77% Indians poor, vulnerable times of india 11 Aug 2007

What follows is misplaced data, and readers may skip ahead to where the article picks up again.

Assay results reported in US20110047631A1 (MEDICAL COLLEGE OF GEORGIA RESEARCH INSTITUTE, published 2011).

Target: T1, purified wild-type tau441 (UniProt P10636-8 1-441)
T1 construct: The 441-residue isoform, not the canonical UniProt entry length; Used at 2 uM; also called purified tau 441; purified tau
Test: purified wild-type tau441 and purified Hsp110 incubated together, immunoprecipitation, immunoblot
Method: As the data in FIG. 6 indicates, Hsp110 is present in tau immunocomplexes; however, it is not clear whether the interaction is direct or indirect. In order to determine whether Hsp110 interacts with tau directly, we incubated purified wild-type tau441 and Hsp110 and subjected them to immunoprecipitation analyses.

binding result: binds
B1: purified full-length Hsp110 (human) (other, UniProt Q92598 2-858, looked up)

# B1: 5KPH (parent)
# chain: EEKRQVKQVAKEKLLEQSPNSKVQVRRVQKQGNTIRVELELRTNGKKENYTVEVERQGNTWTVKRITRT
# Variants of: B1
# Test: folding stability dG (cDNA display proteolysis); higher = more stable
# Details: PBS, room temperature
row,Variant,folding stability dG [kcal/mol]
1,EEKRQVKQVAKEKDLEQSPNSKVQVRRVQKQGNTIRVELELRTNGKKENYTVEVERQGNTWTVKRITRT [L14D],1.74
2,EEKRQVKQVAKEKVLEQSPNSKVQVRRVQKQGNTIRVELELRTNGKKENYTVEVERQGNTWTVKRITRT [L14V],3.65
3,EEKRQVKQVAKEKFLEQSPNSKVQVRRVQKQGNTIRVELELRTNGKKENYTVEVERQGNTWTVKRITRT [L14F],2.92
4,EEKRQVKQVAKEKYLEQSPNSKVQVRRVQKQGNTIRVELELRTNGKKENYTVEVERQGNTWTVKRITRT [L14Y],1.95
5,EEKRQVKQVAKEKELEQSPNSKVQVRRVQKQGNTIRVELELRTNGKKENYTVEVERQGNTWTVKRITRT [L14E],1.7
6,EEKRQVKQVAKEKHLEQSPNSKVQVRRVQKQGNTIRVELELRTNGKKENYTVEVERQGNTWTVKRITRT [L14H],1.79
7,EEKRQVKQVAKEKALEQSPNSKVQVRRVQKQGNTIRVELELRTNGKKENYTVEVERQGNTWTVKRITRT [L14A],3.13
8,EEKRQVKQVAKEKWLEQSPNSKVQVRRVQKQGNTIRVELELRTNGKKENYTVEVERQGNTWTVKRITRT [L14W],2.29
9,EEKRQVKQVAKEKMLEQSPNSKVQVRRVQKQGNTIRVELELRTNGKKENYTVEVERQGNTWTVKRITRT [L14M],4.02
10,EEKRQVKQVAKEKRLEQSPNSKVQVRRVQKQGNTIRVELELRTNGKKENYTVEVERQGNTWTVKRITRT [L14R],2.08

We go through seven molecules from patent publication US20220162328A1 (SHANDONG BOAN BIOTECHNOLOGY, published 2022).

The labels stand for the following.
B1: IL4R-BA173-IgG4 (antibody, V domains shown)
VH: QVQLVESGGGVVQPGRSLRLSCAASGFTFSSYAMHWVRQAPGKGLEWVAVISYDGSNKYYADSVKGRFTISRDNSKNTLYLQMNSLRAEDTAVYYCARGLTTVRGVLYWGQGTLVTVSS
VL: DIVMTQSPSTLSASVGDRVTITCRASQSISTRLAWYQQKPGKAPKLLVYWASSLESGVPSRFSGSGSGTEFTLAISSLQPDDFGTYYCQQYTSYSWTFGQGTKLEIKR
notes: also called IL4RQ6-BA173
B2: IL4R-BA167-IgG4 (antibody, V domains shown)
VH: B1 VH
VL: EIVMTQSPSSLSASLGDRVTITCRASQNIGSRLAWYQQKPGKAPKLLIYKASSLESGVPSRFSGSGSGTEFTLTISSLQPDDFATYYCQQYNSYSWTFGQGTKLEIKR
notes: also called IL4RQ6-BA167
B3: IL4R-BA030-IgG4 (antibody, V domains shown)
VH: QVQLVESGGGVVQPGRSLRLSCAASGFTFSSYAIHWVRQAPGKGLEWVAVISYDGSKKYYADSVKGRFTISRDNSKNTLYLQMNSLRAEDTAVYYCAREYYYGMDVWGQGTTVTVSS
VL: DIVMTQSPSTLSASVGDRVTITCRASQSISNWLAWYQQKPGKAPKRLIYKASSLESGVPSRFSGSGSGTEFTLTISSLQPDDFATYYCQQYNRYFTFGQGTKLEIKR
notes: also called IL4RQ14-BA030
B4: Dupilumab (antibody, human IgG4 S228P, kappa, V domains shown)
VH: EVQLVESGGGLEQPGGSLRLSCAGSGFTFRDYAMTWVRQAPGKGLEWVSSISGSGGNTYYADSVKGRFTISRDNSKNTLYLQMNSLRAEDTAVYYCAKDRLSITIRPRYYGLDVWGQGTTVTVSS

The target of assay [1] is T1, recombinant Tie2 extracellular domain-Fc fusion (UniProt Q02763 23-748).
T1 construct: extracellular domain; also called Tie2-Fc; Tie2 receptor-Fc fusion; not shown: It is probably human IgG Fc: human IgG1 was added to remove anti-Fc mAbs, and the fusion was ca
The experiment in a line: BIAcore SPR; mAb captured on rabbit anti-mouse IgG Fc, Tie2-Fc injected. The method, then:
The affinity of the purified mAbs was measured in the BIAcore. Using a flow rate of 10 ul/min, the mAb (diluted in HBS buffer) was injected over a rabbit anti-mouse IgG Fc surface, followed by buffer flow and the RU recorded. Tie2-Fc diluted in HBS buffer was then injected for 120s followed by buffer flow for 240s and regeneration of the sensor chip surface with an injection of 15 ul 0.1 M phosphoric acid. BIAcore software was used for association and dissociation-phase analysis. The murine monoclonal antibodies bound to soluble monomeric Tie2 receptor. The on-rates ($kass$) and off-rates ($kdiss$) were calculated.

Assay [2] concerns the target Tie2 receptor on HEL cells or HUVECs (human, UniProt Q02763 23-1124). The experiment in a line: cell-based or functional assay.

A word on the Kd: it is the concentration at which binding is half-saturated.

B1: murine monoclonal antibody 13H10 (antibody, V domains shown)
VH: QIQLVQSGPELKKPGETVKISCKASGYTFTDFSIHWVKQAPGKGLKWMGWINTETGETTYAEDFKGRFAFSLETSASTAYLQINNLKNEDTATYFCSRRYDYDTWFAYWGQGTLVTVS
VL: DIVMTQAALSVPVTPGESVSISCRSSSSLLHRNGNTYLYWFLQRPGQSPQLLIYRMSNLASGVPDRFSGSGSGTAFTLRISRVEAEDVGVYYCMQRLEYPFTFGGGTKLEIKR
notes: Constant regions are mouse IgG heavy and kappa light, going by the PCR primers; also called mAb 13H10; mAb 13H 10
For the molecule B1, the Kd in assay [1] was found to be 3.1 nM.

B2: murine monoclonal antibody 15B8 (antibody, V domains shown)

NEW DELHI: The number of people below the poverty line may have come down, but 79% of unorganised workers, 88% of SC/STs, 80% of the OBC population and 84% of Muslims belong to the "poor and vulnerable group". That's the grim warning in the report of the Commission on the condition of unorganised sector workers. Despite high economic growth in recent years, the report notes, "they have remained poor at a bare subsistence level without any social security, working in the most miserable, unhygienic and unlivable conditions". The category "poor and vulnerable" is one used by the Commission to describe all those who survive on Rs 20.30 per capita per day, which is twice the poverty line, or less. The report notes that 77% of India's population falls within this bracket. That includes 6.4% who live on less than Rs 9 per day or three-fourths the poverty line level, another 15.4% who are between this layer and the poverty line, 19% who earn at best 1.25 times the poverty line and 36% who earn between 1.25 and two times the official cut-off for poverty. It, therefore, cautions that while large numbers may have technically ceased to be included in the official poor, they remain vulnerable. Analysing various factors which have a bearing on the working and living conditions in the informal sector, the National Commission for Enterprises in the Unorganised Sector, headed by economist Arjun Sengupta, found a close correlation with illiteracy. The NCEUS, that formally announced its findings on Thursday, noted that "the illiterate have a very high probability of being poor or vulnerable, almost nine out of ten, and they are predominantly unorganised workers. Even those with education up to only primary level, 83% are are in the poor and vulnerable group." Analysing the relationship between poverty and vulnerability and the type of employment among unorganised workers, the report observed that 90% of the poor were casual workers while only 10% of the higher income group were casual workers. Among regular wage workers, 66.7% were in the poor and vulnerable groups, while 33% were from higher income group. Among the self-employed, 74.7% were from the poor and vulnerable and 25.3% came from the higher income group. The report highlighted that 79% of unorganised casual non-agricultural women workers in the villages are illiterate. Poverty among casual non-agri workers in cities is higher by almost 60% compared to villages. Also, 87% of women non-agricultural unorganised sectors work for less than the stipulated minimum wages and 85% of women agricultural labourers are illiterate.